Alzheimer’s disease, an insidiously tragic illness of the brain, is incurable and ultimately fatal. Initially robbing people of their cognitive abilities, it then distorts their personality and erases memories, thus detaching them from relationships and a lifetime of accomplishments and experiences. Soon after it eliminates their cherished independence, before finally stripping away their very humanity, for human-beings cannot be human unless they have an identity upheld by dignity. Self image and ego die as sufferers regress to a state little better than zombies. Typically lasting seven years from diagnosis to death, it represents an enormous burden on family and finances. In a sad reflection on contemporary priorities, it is estimated that in 2013 Americans will spend around $16bn on medical care alone for its 80 million pet cats, while President Obama struggles to push the research budget for Alzheimer’s over half a billion in seeking a cure, or at least a respite, for its increasing number of victims.
Scientists are still trying to find the exact cause for Alzheimer’s. Two abnormal growths in the brain named “plaques” and “tangles” are considered to be the main cause of damage. Plaques are protein deposits that accumulate around brain cells, while tangles are protein deposits that accumulate inside brain cells. These are found in almost all human beings after a certain age; However, the density is much higher in people suffering from Alzheimer’s.
In terms of risk age is the most critical factor. One out of eight people above the age of 65 suffer from this disease, while above the age of 85 almost half suffer. people who have a family history of Alzheimer’s are two to three times more susceptible to it. Studies also show that a severe head injury in the past can increase brain cell deterioration in a person, eventually leading to Alzheimer’s. However, it is possible to stave off the contagion. poor brain stimulation, smoking, physical inactivity, depression, high blood pressure, diabetes and obesity were statistically the main culprits published in a 2011 report. Learning and education possibly does more than anything to prevent onset. Study is key because stimulating the brain builds neural networks. Thus the more education a person has the more likely they are to engage in stimulating brain activity. Of other modifiable risk factors, smoking weakens blood vessels and it affects blood flow to the brain, while people who are physically inactive have worse cognitive abilities and are more likely to develop dementia. People who suffer from depression have more than double the risk of developing dementia (possibly because they have or adopt poor lifestyle habits).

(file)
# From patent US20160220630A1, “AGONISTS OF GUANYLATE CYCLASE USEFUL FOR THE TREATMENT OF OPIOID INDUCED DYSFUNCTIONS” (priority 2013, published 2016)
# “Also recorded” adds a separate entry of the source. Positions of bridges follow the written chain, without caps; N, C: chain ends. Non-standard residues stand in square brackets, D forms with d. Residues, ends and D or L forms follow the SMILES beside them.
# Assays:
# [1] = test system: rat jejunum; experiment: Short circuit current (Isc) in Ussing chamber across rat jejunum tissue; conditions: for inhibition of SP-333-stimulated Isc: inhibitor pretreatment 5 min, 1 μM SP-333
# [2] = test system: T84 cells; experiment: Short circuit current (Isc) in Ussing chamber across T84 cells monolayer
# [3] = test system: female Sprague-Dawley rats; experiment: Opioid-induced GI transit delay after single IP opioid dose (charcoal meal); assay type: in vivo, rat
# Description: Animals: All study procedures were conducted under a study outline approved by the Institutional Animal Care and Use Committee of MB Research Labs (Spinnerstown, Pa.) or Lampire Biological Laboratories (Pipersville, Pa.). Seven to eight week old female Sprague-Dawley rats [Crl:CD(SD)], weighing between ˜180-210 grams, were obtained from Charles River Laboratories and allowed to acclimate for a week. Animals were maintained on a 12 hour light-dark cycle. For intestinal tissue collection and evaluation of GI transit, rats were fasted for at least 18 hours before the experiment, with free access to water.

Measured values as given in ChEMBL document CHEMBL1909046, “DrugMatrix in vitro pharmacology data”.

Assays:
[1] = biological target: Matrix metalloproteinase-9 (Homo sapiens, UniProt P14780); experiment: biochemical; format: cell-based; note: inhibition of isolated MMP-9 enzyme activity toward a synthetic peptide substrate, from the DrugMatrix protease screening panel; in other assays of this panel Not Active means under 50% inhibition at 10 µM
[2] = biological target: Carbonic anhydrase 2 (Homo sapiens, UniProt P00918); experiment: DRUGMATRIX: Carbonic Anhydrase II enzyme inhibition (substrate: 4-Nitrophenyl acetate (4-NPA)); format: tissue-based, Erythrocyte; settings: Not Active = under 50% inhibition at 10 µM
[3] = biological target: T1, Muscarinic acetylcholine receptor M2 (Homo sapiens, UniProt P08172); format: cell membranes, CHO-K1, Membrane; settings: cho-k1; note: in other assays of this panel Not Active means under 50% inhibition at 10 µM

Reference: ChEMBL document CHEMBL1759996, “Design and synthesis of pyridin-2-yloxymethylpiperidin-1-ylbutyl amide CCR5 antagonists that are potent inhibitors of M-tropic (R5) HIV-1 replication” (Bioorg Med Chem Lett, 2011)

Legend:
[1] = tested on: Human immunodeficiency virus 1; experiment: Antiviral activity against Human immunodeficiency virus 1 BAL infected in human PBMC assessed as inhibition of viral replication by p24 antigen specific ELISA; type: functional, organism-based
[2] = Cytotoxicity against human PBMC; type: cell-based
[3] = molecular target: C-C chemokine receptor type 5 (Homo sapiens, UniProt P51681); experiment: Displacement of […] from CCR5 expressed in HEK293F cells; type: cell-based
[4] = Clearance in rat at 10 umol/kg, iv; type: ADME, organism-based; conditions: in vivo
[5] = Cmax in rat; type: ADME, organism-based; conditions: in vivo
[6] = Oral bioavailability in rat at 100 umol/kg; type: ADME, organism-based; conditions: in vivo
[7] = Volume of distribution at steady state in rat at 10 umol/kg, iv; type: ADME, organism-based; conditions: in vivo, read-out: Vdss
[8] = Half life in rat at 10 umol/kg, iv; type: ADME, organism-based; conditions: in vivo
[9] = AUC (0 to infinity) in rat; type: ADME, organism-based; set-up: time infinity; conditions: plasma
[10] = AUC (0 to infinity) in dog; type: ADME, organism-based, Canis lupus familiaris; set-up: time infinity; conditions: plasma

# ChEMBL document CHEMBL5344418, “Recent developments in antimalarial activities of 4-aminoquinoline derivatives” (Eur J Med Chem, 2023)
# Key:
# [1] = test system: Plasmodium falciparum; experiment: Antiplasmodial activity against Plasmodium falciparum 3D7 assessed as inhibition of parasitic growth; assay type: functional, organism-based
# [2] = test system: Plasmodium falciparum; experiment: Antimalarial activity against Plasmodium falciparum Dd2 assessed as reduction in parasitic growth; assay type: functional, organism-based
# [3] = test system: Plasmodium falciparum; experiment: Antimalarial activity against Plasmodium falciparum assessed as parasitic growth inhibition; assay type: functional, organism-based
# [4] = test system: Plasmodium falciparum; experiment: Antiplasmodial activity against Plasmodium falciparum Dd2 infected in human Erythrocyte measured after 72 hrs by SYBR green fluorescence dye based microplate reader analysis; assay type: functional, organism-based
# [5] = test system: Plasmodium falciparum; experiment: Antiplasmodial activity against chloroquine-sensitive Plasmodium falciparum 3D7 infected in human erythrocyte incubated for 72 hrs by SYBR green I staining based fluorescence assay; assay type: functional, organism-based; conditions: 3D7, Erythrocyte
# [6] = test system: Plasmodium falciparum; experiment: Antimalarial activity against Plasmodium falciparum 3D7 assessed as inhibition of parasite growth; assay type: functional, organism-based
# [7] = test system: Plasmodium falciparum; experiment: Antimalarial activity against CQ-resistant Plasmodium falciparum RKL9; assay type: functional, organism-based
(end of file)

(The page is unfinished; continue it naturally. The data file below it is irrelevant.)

Another Factor that might prevent Alzheimer’s is Regular Sleep.
A sleep deprived brain is extremely susceptible to nerve cell damage.